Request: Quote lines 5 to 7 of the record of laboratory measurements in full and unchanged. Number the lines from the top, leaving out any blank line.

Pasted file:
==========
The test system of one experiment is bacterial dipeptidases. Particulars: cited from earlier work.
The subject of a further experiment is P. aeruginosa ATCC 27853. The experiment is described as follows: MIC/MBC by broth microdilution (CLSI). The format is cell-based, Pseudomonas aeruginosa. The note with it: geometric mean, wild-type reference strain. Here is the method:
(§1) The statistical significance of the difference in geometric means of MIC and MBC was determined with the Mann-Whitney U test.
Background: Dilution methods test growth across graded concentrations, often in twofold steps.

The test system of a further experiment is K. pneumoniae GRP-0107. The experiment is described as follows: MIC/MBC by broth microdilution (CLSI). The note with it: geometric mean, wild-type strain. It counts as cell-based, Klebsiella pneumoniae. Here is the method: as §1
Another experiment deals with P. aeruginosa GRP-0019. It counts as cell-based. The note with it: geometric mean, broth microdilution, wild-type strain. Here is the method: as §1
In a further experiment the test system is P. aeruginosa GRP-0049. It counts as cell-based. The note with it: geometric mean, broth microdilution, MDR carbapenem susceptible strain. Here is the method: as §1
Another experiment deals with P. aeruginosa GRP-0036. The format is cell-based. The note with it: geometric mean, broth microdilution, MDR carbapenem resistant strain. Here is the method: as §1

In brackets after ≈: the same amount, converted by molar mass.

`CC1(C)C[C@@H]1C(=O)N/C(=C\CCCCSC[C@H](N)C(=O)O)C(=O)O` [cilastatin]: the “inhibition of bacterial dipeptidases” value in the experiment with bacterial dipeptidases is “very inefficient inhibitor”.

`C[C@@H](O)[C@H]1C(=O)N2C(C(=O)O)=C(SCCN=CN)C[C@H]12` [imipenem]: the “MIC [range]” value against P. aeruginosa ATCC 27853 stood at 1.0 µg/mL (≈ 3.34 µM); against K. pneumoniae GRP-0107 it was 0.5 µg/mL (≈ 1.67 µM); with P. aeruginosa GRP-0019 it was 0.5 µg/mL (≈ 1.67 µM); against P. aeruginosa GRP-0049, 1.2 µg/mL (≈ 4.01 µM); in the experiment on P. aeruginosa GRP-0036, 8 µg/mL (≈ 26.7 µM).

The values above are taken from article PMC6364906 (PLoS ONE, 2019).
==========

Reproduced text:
The test system of a further experiment is K. pneumoniae GRP-0107. The experiment is described as follows: MIC/MBC by broth microdilution (CLSI). The note with it: geometric mean, wild-type strain. It counts as cell-based, Klebsiella pneumoniae. Here is the method: as §1
Another experiment deals with P. aeruginosa GRP-0019. It counts as cell-based. The note with it: geometric mean, broth microdilution, wild-type strain. Here is the method: as §1
In a further experiment the test system is P. aeruginosa GRP-0049. It counts as cell-based. The note with it: geometric mean, broth microdilution, MDR carbapenem susceptible strain. Here is the method: as §1